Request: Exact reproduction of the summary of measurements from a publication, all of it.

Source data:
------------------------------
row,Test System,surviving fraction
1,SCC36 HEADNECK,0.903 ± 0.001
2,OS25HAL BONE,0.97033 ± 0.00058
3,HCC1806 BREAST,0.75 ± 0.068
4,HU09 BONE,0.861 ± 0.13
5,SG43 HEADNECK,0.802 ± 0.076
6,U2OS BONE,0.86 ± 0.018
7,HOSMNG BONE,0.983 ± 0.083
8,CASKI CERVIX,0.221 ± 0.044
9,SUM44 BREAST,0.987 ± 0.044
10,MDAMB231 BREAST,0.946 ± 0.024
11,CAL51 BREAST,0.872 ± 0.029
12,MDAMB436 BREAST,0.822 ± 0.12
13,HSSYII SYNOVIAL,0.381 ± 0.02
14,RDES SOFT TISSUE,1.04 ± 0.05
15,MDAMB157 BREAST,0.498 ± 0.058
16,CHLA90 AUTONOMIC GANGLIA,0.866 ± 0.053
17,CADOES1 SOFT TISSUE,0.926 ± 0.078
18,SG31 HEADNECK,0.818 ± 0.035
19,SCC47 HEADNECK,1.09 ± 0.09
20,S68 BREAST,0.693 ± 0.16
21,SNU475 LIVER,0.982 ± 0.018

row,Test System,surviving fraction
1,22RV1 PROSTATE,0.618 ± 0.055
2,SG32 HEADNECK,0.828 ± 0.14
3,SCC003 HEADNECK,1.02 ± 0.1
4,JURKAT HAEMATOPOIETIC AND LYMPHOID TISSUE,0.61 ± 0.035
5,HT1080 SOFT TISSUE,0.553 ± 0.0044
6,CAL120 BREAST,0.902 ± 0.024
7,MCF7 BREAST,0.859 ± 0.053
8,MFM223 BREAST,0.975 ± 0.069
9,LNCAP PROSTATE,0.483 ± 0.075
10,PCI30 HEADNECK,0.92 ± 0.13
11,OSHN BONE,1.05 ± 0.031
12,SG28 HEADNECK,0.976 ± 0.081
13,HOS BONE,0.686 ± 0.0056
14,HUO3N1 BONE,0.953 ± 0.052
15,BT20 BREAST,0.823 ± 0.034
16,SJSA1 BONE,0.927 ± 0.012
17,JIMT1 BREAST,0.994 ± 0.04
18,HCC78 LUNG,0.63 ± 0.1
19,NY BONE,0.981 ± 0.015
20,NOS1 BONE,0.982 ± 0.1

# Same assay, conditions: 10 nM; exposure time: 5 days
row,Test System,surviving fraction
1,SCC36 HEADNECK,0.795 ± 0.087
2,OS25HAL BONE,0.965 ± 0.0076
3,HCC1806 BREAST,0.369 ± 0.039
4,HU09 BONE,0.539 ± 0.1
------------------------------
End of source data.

row,Test System,surviving fraction
1,SCC36 HEADNECK,0.903 ± 0.001
2,OS25HAL BONE,0.97033 ± 0.00058
3,HCC1806 BREAST,0.75 ± 0.068
4,HU09 BONE,0.861 ± 0.13
5,SG43 HEADNECK,0.802 ± 0.076
6,U2OS BONE,0.86 ± 0.018
7,HOSMNG BONE,0.983 ± 0.083
8,CASKI CERVIX,0.221 ± 0.044
9,SUM44 BREAST,0.987 ± 0.044
10,MDAMB231 BREAST,0.946 ± 0.024
11,CAL51 BREAST,0.872 ± 0.029
12,MDAMB436 BREAST,0.822 ± 0.12
13,HSSYII SYNOVIAL,0.381 ± 0.02
14,RDES SOFT TISSUE,1.04 ± 0.05
15,MDAMB157 BREAST,0.498 ± 0.058
16,CHLA90 AUTONOMIC GANGLIA,0.866 ± 0.053
17,CADOES1 SOFT TISSUE,0.926 ± 0.078
18,SG31 HEADNECK,0.818 ± 0.035
19,SCC47 HEADNECK,1.09 ± 0.09
20,S68 BREAST,0.693 ± 0.16
21,SNU475 LIVER,0.982 ± 0.018

row,Test System,surviving fraction
1,22RV1 PROSTATE,0.618 ± 0.055
2,SG32 HEADNECK,0.828 ± 0.14
3,SCC003 HEADNECK,1.02 ± 0.1
4,JURKAT HAEMATOPOIETIC AND LYMPHOID TISSUE,0.61 ± 0.035
5,HT1080 SOFT TISSUE,0.553 ± 0.0044
6,CAL120 BREAST,0.902 ± 0.024
7,MCF7 BREAST,0.859 ± 0.053
8,MFM223 BREAST,0.975 ± 0.069
9,LNCAP PROSTATE,0.483 ± 0.075
10,PCI30 HEADNECK,0.92 ± 0.13
11,OSHN BONE,1.05 ± 0.031
12,SG28 HEADNECK,0.976 ± 0.081
13,HOS BONE,0.686 ± 0.0056
14,HUO3N1 BONE,0.953 ± 0.052
15,BT20 BREAST,0.823 ± 0.034
16,SJSA1 BONE,0.927 ± 0.012
17,JIMT1 BREAST,0.994 ± 0.04
18,HCC78 LUNG,0.63 ± 0.1
19,NY BONE,0.981 ± 0.015
20,NOS1 BONE,0.982 ± 0.1

# Same assay, conditions: 10 nM; exposure time: 5 days
row,Test System,surviving fraction
1,SCC36 HEADNECK,0.795 ± 0.087
2,OS25HAL BONE,0.965 ± 0.0076
3,HCC1806 BREAST,0.369 ± 0.039
4,HU09 BONE,0.539 ± 0.1